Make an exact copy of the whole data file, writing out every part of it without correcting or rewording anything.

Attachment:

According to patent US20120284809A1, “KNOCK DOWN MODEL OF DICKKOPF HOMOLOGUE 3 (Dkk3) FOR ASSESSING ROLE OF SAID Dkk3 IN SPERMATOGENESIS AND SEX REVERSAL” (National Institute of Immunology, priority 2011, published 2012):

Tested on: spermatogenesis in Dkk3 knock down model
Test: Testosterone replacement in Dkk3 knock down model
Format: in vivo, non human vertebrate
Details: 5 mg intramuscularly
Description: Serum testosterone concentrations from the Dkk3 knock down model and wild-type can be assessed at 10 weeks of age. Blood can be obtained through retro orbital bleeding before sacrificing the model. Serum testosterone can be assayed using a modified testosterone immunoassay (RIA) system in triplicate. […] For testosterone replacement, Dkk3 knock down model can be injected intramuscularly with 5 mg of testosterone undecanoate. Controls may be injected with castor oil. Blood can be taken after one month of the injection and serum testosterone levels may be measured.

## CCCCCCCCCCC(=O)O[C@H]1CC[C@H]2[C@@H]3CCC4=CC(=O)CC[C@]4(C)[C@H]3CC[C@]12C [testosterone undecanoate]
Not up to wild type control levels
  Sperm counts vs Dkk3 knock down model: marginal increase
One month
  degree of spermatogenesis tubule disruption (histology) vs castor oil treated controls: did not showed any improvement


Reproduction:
According to patent US20120284809A1, “KNOCK DOWN MODEL OF DICKKOPF HOMOLOGUE 3 (Dkk3) FOR ASSESSING ROLE OF SAID Dkk3 IN SPERMATOGENESIS AND SEX REVERSAL” (National Institute of Immunology, priority 2011, published 2012):

Tested on: spermatogenesis in Dkk3 knock down model
Test: Testosterone replacement in Dkk3 knock down model
Format: in vivo, non human vertebrate
Details: 5 mg intramuscularly
Description: Serum testosterone concentrations from the Dkk3 knock down model and wild-type can be assessed at 10 weeks of age. Blood can be obtained through retro orbital bleeding before sacrificing the model. Serum testosterone can be assayed using a modified testosterone immunoassay (RIA) system in triplicate. […] For testosterone replacement, Dkk3 knock down model can be injected intramuscularly with 5 mg of testosterone undecanoate. Controls may be injected with castor oil. Blood can be taken after one month of the injection and serum testosterone levels may be measured.

## CCCCCCCCCCC(=O)O[C@H]1CC[C@H]2[C@@H]3CCC4=CC(=O)CC[C@]4(C)[C@H]3CC[C@]12C [testosterone undecanoate]
Not up to wild type control levels
  Sperm counts vs Dkk3 knock down model: marginal increase
One month
  degree of spermatogenesis tubule disruption (histology) vs castor oil treated controls: did not showed any improvement